Sunday 16 October 2016

The Martyrdom of Archbishop Braddock - By Jimmy Olsen our embedded reporter

It was a bright sunny Sunday morning in October when Archbishop Braddock preached war to the congregation in St Andrew's Church in Hexham. He warned of the sedition of the miners in Alston and how they threatened the peace of Hexhamshire. He called the population to arms and marched them in a great crusade to Alston. I was embedded into the Army and stood by Archbishop Braddock's side throughout the great battle
As they crossed Alston Moor a motorbike scout rode up to the column and saluted the Archbishop. "Your Grace the miners are holding a parade in the town, displaying their arms. We snuck in and stole their bunting though. It will be a meagre parade. There are supplies of lead all over the town that we can use." 

View of Alston from Alston Moor

Miners parade

The approaches to Alston

Braddock asked "Is there anything else I should know?". "Your grace they have a 60lb howitzer, but I bet it doesn't work. Also they have a lot of pigeons, which is a little weird."

Miners Pigeon team

Braddock ordered the advance and the Army headed for the hills that overlook Alston.

The Army advances. The WI have received a letter from home. It is a scandalous piece of gossip stating that Mr Ponsonby is having an affair with the chambermaid. All the women rally round to comfort Mrs Ponsonby and even put the kettle on. This delays their entry into the fray.

The motorbike scout section leads the way, with the Belford Cricket team 1st XI and the Coldstream Old Guard on the right.

The miners send forth their armour and cavalry to delay the advance

The 60lber is in the centre of the town but it is slow loading

The 60lber fires and lands a massive shell into the centre of the motorbike scouts. They disappear in a cloud of red earth. Braddock drops to his knees and offers a prayer for their souls and then orders the Army forward.

The shocked Army continues it's cautious advance

The miners cavalry advances to the guard the allotments and their left flank

However the army advances in force with monks, cricketers and the Old Guard and quickly send the cavalry running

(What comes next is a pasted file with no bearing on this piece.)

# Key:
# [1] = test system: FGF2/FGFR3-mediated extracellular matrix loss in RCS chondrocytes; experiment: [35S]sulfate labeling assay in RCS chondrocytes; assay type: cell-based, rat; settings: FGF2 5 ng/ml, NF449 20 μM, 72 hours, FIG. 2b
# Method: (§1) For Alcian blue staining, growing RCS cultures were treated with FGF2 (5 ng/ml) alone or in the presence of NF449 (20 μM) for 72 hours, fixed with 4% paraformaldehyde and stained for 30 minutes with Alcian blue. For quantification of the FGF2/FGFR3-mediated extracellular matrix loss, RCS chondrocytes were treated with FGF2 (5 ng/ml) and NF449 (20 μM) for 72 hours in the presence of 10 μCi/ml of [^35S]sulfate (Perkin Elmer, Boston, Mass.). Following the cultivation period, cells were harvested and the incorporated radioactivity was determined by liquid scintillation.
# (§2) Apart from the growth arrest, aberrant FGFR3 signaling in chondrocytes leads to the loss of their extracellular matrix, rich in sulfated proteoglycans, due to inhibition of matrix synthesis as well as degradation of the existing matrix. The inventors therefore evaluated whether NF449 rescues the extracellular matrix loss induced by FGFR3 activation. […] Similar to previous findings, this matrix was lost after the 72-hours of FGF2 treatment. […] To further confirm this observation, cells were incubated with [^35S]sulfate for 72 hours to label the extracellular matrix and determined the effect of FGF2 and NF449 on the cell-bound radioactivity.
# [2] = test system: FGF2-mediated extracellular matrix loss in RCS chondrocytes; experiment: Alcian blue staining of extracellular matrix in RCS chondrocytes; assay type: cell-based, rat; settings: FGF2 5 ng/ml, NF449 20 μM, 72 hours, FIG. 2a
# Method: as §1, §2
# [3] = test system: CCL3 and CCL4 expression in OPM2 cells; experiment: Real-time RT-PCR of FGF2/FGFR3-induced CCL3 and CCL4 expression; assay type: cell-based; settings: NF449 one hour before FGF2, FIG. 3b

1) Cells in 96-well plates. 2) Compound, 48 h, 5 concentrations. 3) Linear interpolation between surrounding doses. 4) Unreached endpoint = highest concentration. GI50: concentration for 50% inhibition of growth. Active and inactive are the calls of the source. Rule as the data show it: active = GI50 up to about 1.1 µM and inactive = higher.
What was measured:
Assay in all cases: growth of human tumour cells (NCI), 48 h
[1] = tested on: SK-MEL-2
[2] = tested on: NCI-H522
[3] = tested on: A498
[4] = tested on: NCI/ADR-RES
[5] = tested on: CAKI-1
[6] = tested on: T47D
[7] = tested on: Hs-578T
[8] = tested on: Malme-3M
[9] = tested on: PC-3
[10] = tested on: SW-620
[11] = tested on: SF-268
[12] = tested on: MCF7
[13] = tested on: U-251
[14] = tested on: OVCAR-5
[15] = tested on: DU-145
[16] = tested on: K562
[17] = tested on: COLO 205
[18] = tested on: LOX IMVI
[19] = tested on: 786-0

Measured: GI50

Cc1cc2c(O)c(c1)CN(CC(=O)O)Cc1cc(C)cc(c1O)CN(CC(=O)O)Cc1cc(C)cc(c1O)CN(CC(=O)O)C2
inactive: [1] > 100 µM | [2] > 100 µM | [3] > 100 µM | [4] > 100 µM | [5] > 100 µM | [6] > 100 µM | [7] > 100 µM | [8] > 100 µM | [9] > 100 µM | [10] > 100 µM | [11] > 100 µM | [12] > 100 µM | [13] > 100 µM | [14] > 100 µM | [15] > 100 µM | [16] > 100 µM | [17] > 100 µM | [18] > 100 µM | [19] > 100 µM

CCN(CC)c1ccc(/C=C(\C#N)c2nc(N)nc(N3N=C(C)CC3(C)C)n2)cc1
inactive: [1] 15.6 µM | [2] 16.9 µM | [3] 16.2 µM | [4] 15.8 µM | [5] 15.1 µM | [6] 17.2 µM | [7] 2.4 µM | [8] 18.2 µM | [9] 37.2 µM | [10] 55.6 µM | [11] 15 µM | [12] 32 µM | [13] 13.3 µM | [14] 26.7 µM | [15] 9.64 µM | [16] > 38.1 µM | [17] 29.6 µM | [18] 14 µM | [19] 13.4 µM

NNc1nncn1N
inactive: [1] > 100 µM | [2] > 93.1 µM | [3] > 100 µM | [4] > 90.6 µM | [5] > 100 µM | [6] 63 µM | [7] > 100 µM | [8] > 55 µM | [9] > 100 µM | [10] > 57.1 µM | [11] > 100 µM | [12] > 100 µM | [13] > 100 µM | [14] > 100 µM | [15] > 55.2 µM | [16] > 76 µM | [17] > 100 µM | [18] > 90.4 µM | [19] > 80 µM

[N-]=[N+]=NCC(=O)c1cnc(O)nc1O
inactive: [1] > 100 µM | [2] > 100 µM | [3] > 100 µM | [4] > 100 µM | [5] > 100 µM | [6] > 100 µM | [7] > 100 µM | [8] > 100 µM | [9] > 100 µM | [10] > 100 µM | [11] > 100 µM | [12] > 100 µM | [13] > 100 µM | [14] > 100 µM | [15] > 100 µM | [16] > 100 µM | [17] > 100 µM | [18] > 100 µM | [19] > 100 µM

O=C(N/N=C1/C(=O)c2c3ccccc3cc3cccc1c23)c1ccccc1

Braddock and your intrepid reporter advance under cover of machine guns. The machine guns are keeping the enemy pinned down allowing the army to advance

On the left the Army is advancing slowly. The light AT gun on the back of a truck has taken out the miners tank (top right). This valiant unit would also destroy the 2 remaining miners vehicles and deserve to be mentioned in despatches.

The miners have advanced to form a solid line of defence

In a reckless charge the congregation attack the house on the left but are pinned down by fire from the right and from the house. 

On the right the infantry are massed and the cricketers charge the occupied house and a vicious melee ensues. They are victorious but at great cost and the miners counterattack wiping out the cricketers. 

The monks attack and capture and hold the house.

On the left smoke has obscured the miners in the field and although they are pinned by the Rolls Royce AC they are going to be tough to move. Through the smoke the WI advances unleashing a devastating volley on the miners, rendering them ineffective

Seeing the WI attack the Cavalry decide to charge. The WI fire at the chargers and wipe them out. Even Mrs Ponsonby smiles.

The middle Guard advance on the house and clears out the behind it and most of the militia within it, saving the congregation

At the point of victory Braddock looks up to see a pigeon fly overhead and drop something. The bomb, for it was such, lands at his feet and kills him instantly, right in front of this reporter.

In the confusion one of the armoured cars brews up

But it is too late for the miners and they have lost too many men. Whilst they technically still hold the ground it is now a mopping up operation.
It has been this reporters greatest honour to report on the valiant action at Alston and whilst the day was marred by the sad funeral procession of Archbishop Braddock one must not forget the brave actions of the Army, especially the terrifying charge of the WI, the true shooting of the AT gun and the sacrifice of the Belford 1st XI. The pitches of Northumberland will be poorer this summer .

I had a great day at Matt's and you can read the biased and barely literate report of the miners here. We are planning the 3rd battle shortly.

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